Yesterday Albuquerque voters turned out in (relatively) big numbers for the Albuquerque Public Schools Board election. In some districts of the city, voter turnout was nearly twice what it was in the 2013 election, the last time the same districts were up for grabs. Turnout ended at 6.6 percent of eligible voters for APS races. None of the school board races were particularly close, with all four winners clearing 50 percent in races with between four and six candidates. In District 1, incumbent Lorenzo Garcia won with 3,221 votes in the unofficial results, which came to 65.08 percent of the vote.
A former Bernalillo County commission candidate is accusing a political action committee that advertised against him of not disclosing the bulk of its funding in time to meet state guidelines. Adrián Pedroza, a community organizer who in June lost a Democratic primary bid for an open county commission seat, filed a campaign ethics complaint against New Mexico for New Mexicans PAC last week. The complaint, filed with the Secretary of State’s Office, alleges that the PAC violated state law by not properly disclosing nearly $35,000 of its funding until one month after the June 7 primary election. That money, the vast majority of which came from Western Albuquerque Land Holdings, encompassed more than half of the PAC’s $64,500 in donations during the election cycle. “It’s really about maintaining the integrity of the election and voters knowing whose contribution went to what and for what reasons,” Pedroza’s campaign manager Neri Holguin said in an interview.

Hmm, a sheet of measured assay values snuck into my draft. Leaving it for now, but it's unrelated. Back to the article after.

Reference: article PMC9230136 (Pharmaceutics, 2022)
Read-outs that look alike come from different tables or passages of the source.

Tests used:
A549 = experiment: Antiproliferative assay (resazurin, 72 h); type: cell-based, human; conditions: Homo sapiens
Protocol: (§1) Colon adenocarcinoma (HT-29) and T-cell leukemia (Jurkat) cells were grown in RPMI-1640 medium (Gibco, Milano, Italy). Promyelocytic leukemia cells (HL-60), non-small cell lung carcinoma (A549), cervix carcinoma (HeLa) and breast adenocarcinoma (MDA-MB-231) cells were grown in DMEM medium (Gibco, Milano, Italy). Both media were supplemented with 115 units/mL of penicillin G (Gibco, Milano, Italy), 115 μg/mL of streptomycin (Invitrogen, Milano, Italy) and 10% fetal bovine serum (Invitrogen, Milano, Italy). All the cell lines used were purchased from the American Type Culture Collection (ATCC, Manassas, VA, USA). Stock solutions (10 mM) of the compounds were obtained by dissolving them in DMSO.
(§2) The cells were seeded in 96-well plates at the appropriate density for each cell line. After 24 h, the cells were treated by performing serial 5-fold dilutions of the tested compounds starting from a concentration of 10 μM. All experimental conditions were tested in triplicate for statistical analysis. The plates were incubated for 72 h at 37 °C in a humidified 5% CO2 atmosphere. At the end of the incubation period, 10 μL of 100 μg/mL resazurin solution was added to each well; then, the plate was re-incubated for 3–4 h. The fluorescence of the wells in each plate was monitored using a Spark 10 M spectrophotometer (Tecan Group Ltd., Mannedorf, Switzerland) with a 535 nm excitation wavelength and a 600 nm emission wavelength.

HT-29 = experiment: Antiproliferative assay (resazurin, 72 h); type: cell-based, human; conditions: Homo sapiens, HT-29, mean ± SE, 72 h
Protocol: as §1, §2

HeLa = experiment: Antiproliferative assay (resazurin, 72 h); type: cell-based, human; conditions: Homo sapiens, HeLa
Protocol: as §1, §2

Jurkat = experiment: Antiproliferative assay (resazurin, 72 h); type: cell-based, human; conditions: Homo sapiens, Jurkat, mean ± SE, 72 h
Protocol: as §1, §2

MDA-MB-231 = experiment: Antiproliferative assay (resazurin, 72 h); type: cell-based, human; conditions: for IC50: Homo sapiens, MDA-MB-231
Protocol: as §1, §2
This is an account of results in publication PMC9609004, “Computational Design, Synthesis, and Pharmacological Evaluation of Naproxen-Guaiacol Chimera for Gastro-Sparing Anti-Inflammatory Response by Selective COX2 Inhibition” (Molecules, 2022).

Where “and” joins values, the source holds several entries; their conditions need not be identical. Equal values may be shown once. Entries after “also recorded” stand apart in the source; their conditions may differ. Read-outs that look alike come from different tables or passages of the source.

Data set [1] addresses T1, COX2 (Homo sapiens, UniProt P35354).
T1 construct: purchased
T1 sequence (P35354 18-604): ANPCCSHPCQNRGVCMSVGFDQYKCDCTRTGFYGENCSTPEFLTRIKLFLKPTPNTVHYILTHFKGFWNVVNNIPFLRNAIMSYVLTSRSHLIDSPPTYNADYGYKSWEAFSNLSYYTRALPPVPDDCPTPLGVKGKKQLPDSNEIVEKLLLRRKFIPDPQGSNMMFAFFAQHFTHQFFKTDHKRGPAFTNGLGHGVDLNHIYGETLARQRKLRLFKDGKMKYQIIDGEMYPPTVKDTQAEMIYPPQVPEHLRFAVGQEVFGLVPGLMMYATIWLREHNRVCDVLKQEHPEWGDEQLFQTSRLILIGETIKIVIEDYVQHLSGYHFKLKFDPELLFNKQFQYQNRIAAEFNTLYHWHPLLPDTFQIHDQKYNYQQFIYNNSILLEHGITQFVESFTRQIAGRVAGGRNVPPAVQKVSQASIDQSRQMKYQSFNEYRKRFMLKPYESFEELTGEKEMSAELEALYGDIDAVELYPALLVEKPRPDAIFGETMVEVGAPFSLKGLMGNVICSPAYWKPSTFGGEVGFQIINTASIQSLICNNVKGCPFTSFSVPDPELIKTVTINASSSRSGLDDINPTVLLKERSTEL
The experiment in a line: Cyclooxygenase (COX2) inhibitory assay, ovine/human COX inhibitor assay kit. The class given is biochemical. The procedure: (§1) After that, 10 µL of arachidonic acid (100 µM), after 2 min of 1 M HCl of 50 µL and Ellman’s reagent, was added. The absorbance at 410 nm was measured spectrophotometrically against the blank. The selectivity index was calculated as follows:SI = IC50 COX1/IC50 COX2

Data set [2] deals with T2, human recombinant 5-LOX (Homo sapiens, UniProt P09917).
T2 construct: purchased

The developer of the controversial Santolina development in western Bernalillo County poured nearly $36,500 in June in successful efforts to defeat vocal opponent Adrian Pedroza in the District 2 commission race. New Mexicans for New Mexico, a political action committee, raised nearly $64,500 from April through the end of June. More than half of that came in the days leading up to the June 7 primary from Western Albuquerque Land Holdings LLC, the Arizona-based developer of Santolina, according to afinal report filed Thursday. Breaking Bad actor and Albuquerque Public Schools board member Steven Michael Quezadawon the three-way Democratic primary on June 7. New Mexicans for New Mexico bought billboards, hired canvassers, sent mailers and used robocalls to support Quezada and Robert Chavez as well as criticize Adrian Pedroza, who opposes the development.